Surprising developments in Saudi Arabia


This week I saw two words that I never thought I'd see partnered in an announcement about luxury travel: Richard Branson and Saudi Arabia.

After all, the hip, sexy persona that Branson has carefully crafted for himself and his businesses is in many ways the antithesis to everything Saudi Arabia represents. This is a guy whose airline, Virgin Atlantic, was known for hiring only young attractive flight attendants, and who developed a corporate culture around a theme with strong undertones of beautiful people and partying.

So, yes, I was a bit surprised when the Saudi government announced Branson was its first foreign investor in its first massive international tourism development project, which aims to turn 50 Saudi Arabian islands in the Red Sea into luxury tourism destinations.

Arabian Business said Saudi officials called it "a clear sign that Saudi Arabia is opening its doors to international tourism" as it works to diversify its economy.

Indeed, while Dubai, Qatar, Abu Dhabi, even the more conservative Oman, have been nurturing international travelers, Saudi Arabia's inbound tourism has centered mostly around Muslims making their pilgrimage to Mecca. When it comes to Western travelers, only those visiting family, on business or on tightly controlled tours have generally been allowed into the country. That has never really been an issue, as not many Westerners have really been clamoring to visit a country that bans alcohol and is widely denounced for its treatment of women as second-class citizens.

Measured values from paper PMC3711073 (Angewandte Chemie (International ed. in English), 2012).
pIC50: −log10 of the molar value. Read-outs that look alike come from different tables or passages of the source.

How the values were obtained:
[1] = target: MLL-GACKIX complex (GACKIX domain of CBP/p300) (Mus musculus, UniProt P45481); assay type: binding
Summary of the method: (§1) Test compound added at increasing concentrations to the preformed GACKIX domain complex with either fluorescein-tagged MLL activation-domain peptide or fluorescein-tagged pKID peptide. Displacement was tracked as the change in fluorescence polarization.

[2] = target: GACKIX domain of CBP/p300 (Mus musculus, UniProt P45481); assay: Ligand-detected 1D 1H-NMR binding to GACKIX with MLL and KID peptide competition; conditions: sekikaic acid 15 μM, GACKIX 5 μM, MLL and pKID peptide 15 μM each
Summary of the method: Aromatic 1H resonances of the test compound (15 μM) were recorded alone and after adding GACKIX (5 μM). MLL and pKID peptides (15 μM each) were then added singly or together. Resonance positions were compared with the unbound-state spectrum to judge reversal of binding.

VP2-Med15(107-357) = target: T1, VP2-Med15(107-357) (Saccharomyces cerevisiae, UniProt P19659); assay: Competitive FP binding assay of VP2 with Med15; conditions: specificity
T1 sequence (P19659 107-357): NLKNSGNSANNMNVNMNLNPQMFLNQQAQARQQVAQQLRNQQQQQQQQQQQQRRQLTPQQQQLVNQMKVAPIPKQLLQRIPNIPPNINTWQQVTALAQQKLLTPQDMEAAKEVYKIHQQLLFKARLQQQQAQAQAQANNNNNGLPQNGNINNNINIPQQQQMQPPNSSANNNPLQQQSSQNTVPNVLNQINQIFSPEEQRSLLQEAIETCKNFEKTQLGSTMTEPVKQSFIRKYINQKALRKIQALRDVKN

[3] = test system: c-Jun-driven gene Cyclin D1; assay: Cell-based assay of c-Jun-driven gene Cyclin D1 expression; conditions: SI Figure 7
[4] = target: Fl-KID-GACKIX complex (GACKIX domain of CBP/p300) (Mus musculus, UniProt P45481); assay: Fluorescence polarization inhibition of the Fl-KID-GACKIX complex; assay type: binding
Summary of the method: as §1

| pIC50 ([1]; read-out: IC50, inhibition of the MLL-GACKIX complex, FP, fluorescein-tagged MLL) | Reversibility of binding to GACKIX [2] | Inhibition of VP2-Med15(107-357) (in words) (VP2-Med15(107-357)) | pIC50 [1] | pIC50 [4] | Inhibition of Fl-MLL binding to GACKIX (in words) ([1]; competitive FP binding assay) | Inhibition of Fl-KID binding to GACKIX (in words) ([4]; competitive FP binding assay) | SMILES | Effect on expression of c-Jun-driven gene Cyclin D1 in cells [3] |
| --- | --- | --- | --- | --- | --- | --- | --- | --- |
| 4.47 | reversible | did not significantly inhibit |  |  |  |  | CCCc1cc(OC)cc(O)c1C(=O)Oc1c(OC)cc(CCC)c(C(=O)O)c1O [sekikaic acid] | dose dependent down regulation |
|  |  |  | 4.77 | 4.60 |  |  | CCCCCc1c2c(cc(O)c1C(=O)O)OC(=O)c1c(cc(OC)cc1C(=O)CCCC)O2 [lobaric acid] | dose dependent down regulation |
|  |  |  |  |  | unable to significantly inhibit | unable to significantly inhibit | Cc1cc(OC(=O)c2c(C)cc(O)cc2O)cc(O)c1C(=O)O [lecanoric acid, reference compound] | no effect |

But as Branson wrote after his visit there last week, times are changing. His visit coincided with the kingdom's decision to lift its ban on women driving, an act Branson described as one "of many incremental reforms driven by Saudi Arabia's young and charismatic crown prince Muhammad bin Salman, who, with his father, is committed to moving his country into the modern world and bringing its citizens with him."

As for Saudi Arabia as a destination, Branson emphasized its history and pristine beauty.

"Seeing this Red Sea Project up close, I was amazed at how completely untouched the landscape is," Branson wrote. "Standing on the islands, we could see turtles pulling themselves in and out of the water to lay their eggs, while eagle rays and dugongs swam past. It is a truly unspoilt ocean environment, possibly one of the last marine wonders of the world, and given the right protections, it could stay that way for decades to come."

As a college student, I spent a few summers in Dhahran, visiting my parents who spent 10 years there with Saudi Aramco. The number of people who were, and still are, a bit horrified that a woman would even consider traveling there always surprised me. But for me it was always a fascinating adventure to another time and another world.

And for today's adventurous traveler, the Red Sea development certainly promises to be an exciting destination that meets the authentic, off-the-beaten path and experiential categories on the modern luxury checklist.

Still, it will no doubt take many years and many more progressive acts by the royal family to lure Western travelers in any real numbers.

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